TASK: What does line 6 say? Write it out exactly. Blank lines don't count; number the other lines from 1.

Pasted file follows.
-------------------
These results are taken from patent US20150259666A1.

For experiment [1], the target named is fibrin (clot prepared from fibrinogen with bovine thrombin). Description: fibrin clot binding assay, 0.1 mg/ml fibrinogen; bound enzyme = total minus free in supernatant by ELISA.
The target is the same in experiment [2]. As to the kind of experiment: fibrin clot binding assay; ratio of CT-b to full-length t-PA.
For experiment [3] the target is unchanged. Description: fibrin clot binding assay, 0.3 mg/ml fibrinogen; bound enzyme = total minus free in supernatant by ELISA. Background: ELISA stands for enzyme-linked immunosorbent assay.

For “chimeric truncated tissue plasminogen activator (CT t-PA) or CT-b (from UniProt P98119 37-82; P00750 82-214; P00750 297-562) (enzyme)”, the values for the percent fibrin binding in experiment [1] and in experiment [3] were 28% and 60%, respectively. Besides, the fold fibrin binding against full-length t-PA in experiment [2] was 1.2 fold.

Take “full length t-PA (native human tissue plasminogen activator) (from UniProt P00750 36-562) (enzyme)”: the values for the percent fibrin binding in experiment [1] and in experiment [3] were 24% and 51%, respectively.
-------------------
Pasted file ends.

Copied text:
Take “full length t-PA (native human tissue plasminogen activator) (from UniProt P00750 36-562) (enzyme)”: the values for the percent fibrin binding in experiment [1] and in experiment [3] were 24% and 51%, respectively.